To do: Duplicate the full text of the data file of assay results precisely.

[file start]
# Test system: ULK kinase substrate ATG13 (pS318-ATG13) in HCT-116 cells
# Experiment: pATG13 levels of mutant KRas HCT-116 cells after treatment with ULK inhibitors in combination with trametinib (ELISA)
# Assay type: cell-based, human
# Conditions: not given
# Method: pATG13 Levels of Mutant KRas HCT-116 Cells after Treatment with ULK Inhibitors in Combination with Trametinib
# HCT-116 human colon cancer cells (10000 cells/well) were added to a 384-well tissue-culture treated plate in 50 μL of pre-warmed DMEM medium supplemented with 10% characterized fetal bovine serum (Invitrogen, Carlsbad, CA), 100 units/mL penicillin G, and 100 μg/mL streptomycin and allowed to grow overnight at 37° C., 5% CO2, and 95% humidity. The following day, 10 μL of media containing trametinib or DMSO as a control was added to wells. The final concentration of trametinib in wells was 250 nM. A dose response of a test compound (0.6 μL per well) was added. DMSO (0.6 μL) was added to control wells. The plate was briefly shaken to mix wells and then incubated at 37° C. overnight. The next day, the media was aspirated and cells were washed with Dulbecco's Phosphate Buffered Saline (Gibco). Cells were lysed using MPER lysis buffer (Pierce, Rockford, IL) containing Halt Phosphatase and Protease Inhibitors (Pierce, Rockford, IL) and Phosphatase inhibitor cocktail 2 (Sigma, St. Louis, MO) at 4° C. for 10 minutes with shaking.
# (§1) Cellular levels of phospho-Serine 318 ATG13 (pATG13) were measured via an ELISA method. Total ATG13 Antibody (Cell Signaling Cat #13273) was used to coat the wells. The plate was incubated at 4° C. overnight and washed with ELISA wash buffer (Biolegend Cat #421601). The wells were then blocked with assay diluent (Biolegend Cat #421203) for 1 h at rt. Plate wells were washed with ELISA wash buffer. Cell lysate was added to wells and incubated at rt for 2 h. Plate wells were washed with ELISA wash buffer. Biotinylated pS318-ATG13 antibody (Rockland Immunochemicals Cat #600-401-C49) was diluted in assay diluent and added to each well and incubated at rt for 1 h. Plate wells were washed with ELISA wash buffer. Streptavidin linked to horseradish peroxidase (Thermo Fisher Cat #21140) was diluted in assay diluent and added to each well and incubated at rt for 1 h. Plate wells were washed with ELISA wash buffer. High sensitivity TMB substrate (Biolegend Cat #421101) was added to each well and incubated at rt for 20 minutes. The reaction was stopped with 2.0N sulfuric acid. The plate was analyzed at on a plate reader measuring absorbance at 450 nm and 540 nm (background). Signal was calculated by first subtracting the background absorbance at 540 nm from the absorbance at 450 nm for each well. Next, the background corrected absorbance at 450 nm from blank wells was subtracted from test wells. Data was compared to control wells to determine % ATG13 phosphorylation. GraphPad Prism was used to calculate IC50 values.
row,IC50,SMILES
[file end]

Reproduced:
# Test system: ULK kinase substrate ATG13 (pS318-ATG13) in HCT-116 cells
# Experiment: pATG13 levels of mutant KRas HCT-116 cells after treatment with ULK inhibitors in combination with trametinib (ELISA)
# Assay type: cell-based, human
# Conditions: not given
# Method: pATG13 Levels of Mutant KRas HCT-116 Cells after Treatment with ULK Inhibitors in Combination with Trametinib
# HCT-116 human colon cancer cells (10000 cells/well) were added to a 384-well tissue-culture treated plate in 50 μL of pre-warmed DMEM medium supplemented with 10% characterized fetal bovine serum (Invitrogen, Carlsbad, CA), 100 units/mL penicillin G, and 100 μg/mL streptomycin and allowed to grow overnight at 37° C., 5% CO2, and 95% humidity. The following day, 10 μL of media containing trametinib or DMSO as a control was added to wells. The final concentration of trametinib in wells was 250 nM. A dose response of a test compound (0.6 μL per well) was added. DMSO (0.6 μL) was added to control wells. The plate was briefly shaken to mix wells and then incubated at 37° C. overnight. The next day, the media was aspirated and cells were washed with Dulbecco's Phosphate Buffered Saline (Gibco). Cells were lysed using MPER lysis buffer (Pierce, Rockford, IL) containing Halt Phosphatase and Protease Inhibitors (Pierce, Rockford, IL) and Phosphatase inhibitor cocktail 2 (Sigma, St. Louis, MO) at 4° C. for 10 minutes with shaking.
# (§1) Cellular levels of phospho-Serine 318 ATG13 (pATG13) were measured via an ELISA method. Total ATG13 Antibody (Cell Signaling Cat #13273) was used to coat the wells. The plate was incubated at 4° C. overnight and washed with ELISA wash buffer (Biolegend Cat #421601). The wells were then blocked with assay diluent (Biolegend Cat #421203) for 1 h at rt. Plate wells were washed with ELISA wash buffer. Cell lysate was added to wells and incubated at rt for 2 h. Plate wells were washed with ELISA wash buffer. Biotinylated pS318-ATG13 antibody (Rockland Immunochemicals Cat #600-401-C49) was diluted in assay diluent and added to each well and incubated at rt for 1 h. Plate wells were washed with ELISA wash buffer. Streptavidin linked to horseradish peroxidase (Thermo Fisher Cat #21140) was diluted in assay diluent and added to each well and incubated at rt for 1 h. Plate wells were washed with ELISA wash buffer. High sensitivity TMB substrate (Biolegend Cat #421101) was added to each well and incubated at rt for 20 minutes. The reaction was stopped with 2.0N sulfuric acid. The plate was analyzed at on a plate reader measuring absorbance at 450 nm and 540 nm (background). Signal was calculated by first subtracting the background absorbance at 540 nm from the absorbance at 450 nm for each well. Next, the background corrected absorbance at 450 nm from blank wells was subtracted from test wells. Data was compared to control wells to determine % ATG13 phosphorylation. GraphPad Prism was used to calculate IC50 values.
row,IC50,SMILES